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Asking About Food in Jamaican Patois

Asking About Food in Jamaican Patois

Perhaps one of the most important conversations to be had with a Jamaican is about food; because if we are being honest – who doesn’t like eating Jamaican cuisine?

There are a number of phrases or sentences associated with asking about food on the island, whether you are buying at a shop, making an order at a restaurant or just talking to someone about the food. Here are a few popular sentences/phrases:

Wah wi a eet fi brekfass?
What are we having for breakfast? This is perhaps the most frequent question a mother/wife/spouse hears at home either before bed (securing for next day) or shortly after waking up.

Weh u waa’n nyam?
What do you want to eat?

Mi caa’n get sum wata please?
Can I have some water please?

“Sell mi wan bokkle a iyl / sell mi big jill a iyl”
“Sell me a bottle of oil / sell me a big jill of oil.” – Jill is a very old unit of measurement that equates to 5 fluid ounces… etc

“Yu nave nuh callaloo?”
“Do you have any callaloo?”

“Sell mi tree poun a sal’ fish.”
“Sell me three pounds of saltfish”

“Mi nuh dun eat yet”
I haven’t finished eating. – A phrase often uttered when one person is being called by another person while he/she is having a meal.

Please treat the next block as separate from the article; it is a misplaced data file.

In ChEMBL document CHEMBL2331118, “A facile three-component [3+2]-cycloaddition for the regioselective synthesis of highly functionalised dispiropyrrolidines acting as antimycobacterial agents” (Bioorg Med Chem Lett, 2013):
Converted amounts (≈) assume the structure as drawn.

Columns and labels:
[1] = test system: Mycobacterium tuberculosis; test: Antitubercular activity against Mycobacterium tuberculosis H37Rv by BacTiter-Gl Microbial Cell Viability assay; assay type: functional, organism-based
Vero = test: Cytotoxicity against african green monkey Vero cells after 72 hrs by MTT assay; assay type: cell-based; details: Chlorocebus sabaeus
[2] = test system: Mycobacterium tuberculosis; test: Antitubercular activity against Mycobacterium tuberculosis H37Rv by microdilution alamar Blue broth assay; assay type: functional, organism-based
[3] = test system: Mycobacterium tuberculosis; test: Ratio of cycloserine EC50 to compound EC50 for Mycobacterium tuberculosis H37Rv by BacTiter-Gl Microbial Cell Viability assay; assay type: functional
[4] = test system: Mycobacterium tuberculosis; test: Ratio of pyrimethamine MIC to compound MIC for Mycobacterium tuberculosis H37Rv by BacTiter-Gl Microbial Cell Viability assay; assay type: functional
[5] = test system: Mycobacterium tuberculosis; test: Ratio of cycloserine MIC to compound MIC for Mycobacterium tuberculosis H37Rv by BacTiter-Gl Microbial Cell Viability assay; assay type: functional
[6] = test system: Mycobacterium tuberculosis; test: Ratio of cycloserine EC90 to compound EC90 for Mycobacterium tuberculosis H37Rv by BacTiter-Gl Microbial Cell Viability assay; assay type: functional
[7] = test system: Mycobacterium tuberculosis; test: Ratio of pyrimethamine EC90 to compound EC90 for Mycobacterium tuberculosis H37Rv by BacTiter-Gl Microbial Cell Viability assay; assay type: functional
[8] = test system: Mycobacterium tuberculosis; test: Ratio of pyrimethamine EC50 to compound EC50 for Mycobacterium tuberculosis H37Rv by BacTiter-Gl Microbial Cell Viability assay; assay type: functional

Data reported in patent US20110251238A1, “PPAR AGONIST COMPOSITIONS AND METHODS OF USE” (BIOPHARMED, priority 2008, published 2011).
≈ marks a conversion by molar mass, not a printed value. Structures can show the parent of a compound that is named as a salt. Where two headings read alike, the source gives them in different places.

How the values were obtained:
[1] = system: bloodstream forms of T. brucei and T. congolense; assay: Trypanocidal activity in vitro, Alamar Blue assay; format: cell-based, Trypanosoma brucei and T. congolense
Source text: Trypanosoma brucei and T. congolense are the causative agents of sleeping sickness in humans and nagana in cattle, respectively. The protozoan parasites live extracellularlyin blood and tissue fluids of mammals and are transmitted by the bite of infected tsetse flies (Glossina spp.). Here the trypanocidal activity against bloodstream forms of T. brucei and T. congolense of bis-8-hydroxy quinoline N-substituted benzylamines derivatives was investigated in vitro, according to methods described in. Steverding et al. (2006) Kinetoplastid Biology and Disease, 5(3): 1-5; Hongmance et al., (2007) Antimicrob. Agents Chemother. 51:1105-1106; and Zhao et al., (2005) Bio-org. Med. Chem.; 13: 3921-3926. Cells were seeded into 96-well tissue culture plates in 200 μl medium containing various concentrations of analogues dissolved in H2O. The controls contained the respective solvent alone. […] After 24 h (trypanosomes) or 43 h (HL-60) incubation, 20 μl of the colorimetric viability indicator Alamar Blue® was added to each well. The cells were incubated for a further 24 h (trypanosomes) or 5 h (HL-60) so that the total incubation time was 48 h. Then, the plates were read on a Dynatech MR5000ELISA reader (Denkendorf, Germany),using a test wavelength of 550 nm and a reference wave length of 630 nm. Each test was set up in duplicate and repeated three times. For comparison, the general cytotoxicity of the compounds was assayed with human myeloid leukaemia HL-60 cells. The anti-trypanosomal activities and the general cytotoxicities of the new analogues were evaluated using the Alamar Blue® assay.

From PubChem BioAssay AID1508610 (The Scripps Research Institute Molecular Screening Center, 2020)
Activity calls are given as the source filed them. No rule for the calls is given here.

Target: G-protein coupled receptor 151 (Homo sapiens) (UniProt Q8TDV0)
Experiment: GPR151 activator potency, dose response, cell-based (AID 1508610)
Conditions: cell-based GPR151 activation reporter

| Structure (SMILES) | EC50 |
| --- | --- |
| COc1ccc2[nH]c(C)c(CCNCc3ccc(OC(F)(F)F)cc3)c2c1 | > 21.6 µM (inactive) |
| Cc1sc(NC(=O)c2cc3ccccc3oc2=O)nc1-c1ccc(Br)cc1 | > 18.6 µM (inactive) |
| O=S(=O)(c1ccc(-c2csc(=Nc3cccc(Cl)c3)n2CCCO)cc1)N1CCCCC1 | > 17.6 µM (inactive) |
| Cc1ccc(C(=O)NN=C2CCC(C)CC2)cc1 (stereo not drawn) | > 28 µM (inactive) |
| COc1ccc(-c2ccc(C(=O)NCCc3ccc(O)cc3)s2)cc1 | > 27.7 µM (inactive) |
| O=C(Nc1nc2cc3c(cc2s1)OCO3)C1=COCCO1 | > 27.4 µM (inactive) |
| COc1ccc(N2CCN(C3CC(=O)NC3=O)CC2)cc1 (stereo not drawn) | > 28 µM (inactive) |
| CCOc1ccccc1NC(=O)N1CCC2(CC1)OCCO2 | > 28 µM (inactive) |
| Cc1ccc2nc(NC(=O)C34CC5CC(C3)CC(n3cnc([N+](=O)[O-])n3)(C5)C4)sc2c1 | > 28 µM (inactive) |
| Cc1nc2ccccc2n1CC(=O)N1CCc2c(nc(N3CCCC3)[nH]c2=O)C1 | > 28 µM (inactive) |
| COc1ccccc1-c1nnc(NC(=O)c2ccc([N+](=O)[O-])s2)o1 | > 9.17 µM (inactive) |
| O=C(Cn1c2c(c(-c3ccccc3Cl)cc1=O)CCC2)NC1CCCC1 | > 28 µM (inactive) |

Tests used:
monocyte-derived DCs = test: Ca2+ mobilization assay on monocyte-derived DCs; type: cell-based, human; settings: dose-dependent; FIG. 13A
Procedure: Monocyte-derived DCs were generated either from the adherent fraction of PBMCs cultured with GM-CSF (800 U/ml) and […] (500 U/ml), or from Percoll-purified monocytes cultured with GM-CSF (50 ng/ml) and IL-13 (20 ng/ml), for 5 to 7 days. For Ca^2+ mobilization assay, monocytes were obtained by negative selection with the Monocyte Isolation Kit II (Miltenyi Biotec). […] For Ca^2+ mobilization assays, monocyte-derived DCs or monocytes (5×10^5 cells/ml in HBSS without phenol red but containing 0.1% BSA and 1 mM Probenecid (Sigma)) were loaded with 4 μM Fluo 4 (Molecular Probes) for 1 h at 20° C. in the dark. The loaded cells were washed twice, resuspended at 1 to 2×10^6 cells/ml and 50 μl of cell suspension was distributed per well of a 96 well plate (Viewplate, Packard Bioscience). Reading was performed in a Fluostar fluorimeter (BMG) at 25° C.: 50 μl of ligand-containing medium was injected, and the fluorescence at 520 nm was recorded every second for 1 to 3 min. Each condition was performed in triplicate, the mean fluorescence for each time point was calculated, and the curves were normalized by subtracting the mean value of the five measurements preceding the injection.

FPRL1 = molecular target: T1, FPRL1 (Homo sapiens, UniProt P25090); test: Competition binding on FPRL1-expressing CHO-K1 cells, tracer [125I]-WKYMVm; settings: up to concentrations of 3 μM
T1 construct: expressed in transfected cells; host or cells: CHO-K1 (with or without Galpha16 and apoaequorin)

“We nuh ave dat.”
We do not have that item. – At any popular restaurant or food joint, this is the most feared response after requesting a popular dish or item. These popular food items are usually the crowd favorite and the ones that go quicker than they are being prepared.

“Yuh want gravy pon di rice or pon di side?”
Would you like to have the gravy spread over the rice on beside the rice?

Ask any Jamaican and they’ll tell you, a very important component of their food is the gravy – rich, thick and tasty. Most dining restaurants will put the gravy on the side of the plate while food shops/stall vendors will ask if you would rather it on the rice or on the side. Also, be sure to let them know if you only want a small amount of gravy as they can be pretty generous with it.

Photo by Evieanna Santiago on Unsplash

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Annieca Edwards